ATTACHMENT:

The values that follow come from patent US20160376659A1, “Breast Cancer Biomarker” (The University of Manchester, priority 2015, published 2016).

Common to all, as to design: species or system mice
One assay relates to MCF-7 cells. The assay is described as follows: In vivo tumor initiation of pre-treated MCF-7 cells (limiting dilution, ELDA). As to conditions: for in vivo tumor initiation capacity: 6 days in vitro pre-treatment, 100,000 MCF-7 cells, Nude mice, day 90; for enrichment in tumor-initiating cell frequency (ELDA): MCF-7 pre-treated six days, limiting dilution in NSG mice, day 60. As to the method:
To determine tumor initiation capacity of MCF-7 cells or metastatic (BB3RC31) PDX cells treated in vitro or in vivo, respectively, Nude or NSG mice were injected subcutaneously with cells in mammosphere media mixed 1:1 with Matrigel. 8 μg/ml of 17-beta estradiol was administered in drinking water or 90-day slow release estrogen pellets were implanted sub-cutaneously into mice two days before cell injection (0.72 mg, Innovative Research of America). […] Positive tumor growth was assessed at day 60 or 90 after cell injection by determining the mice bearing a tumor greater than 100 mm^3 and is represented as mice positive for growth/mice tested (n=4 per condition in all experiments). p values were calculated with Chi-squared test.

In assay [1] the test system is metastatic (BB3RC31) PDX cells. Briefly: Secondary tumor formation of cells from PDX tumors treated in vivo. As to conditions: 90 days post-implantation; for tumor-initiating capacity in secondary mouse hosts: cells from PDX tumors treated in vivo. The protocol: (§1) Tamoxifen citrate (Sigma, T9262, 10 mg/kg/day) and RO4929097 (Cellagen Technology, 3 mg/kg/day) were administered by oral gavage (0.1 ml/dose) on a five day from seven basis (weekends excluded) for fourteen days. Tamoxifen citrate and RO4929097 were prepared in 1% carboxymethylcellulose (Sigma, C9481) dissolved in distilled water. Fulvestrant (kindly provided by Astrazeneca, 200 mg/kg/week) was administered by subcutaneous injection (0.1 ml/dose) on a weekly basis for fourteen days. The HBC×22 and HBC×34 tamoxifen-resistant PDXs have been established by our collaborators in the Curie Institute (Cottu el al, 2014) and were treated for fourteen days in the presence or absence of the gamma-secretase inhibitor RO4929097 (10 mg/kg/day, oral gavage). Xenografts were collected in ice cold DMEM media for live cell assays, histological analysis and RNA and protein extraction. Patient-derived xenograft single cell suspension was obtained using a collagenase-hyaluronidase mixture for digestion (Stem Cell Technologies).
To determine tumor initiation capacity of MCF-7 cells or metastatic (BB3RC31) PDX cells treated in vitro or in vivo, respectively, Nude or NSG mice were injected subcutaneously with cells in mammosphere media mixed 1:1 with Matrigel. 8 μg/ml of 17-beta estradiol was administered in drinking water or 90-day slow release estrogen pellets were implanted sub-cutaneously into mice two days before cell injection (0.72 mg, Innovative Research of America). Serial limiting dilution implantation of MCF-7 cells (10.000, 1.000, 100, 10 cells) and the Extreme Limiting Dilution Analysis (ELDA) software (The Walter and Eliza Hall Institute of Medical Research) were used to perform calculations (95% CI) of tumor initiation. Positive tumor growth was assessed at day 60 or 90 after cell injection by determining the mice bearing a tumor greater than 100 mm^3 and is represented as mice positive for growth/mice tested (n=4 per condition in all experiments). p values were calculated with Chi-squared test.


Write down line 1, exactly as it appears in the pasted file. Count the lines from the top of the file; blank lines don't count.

The values that follow come from patent US20160376659A1, “Breast Cancer Biomarker” (The University of Manchester, priority 2015, published 2016).